Library Subscription: Guest
Begell Digital Portal Begell Digital Library eBooks Journals References & Proceedings Research Collections
International Journal of Medicinal Mushrooms
IF: 1.423 5-Year IF: 1.525 SJR: 0.431 SNIP: 0.661 CiteScore™: 1.38

ISSN Print: 1521-9437
ISSN Online: 1940-4344

International Journal of Medicinal Mushrooms

DOI: 10.1615/IntJMedMushrooms.2018029378
pages 1121-1133

Current and Future Research Trends in Agricultural and Biomedical Applications of Medicinal Mushrooms and Mushroom Products (Review)

Shu Ting Chang
Chinese University of Hong Kong, Ainslie, Australia
Solomon P. Wasser
International Center for Cryptogamic Plants and Fungi, Institute of Evolution, University of Haifa, Mount Carmel, Haifa Israel

ABSTRACT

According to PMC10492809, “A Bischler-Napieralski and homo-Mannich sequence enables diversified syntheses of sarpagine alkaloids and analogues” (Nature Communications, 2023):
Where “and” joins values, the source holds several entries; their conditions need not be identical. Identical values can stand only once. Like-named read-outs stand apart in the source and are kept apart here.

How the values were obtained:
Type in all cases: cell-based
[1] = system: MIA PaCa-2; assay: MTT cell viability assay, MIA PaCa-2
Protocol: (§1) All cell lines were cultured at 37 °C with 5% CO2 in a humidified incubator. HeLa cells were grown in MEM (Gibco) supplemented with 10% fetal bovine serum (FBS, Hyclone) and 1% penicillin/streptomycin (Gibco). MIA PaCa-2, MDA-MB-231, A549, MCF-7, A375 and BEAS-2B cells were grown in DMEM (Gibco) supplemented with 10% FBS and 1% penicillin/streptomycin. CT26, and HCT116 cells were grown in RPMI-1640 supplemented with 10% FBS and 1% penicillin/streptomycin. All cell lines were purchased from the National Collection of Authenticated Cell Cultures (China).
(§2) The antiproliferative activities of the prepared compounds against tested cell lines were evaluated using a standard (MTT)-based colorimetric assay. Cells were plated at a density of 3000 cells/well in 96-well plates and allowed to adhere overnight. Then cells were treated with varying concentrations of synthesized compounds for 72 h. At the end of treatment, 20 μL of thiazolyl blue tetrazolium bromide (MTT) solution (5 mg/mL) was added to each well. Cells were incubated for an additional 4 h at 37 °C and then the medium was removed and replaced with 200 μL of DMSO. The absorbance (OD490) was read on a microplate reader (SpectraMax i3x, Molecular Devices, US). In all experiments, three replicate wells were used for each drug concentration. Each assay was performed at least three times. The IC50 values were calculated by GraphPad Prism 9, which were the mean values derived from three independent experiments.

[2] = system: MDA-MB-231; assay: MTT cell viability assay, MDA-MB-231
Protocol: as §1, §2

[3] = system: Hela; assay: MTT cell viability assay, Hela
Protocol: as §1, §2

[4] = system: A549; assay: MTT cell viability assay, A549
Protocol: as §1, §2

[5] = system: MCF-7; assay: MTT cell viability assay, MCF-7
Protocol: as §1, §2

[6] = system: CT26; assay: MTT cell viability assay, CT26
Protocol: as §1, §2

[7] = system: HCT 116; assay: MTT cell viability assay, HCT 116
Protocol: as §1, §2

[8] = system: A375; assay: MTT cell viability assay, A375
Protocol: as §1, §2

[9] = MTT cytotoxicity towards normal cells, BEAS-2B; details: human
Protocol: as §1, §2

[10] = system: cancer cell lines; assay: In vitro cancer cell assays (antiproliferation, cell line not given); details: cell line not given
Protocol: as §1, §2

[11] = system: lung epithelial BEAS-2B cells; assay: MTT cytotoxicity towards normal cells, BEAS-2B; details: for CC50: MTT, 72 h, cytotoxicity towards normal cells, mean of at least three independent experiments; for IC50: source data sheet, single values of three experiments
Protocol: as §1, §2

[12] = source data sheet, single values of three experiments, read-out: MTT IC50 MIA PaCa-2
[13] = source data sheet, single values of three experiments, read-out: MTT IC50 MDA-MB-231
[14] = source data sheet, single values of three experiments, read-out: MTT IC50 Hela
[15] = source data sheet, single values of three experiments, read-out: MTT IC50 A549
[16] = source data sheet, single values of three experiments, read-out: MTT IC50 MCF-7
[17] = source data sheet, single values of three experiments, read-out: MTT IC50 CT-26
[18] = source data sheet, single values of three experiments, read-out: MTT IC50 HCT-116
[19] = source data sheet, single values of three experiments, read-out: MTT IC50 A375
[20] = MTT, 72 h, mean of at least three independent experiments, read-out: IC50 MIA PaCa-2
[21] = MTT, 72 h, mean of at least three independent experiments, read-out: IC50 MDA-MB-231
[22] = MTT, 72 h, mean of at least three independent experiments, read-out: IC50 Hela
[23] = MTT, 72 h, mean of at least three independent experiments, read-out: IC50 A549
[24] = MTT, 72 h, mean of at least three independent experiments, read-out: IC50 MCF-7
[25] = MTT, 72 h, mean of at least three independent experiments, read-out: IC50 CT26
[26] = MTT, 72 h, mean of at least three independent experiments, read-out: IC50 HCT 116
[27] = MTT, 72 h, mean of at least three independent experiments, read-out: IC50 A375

Here, we analyze the status and future trends in the study of medicinal mushrooms (MMs) in agriculture and biomedicine. Fruiting bodies of mushrooms are heterotrophic organisms that obtain all their nutritive requirements from the substrate. Mushroom substrates are agro-industrial plant residues and forest byproducts, which are usually called lignocellulosic materials. A good substrate for mushroom growth must be suitable both chemically and physically, as well as have the proper conditions for microbial activities. Under suitable conditions, mushrooms can excrete key enzymes for unlocking indigestible lignocellulosic biomasses to help provide sources of nourishment. The production of enzymes by mushroom mycelia plays a crucial part in the colonization process and is an important determinant of mushroom yields. The sense of purpose and vision for mushroom industries is also briefly discussed. Special attention is given to the use of mushroom extracts with antiphytopathologenic and insecticidal properties in modern agriculture. In the second part of this article, we summarize biomedical applications of medicinal mushrooms, which are currently used as 1) dietary food, 2) dietary supplement products, 3) a new class of drugs called "mushroom pharmaceuticals or mushroom drugs", 4) natural biocontrol agents in plant protection demonstrating insecticidal, fungicidal, bactericidal, herbicidal, nematocidal, and antiphytoviral activities, and 5) cosmeceuticals. We also aimed to draw attention to many critically important unsolved problems in the future development of medicinal mushroom science in the 21st century, including problems of production, standardization, and safety of mushroom dietary supplement products, as well as to discuss the problems of developing new medicinal mushroom drugs based not only on beta-glucans polysaccharides but also on low-molecular-weight secondary metabolites.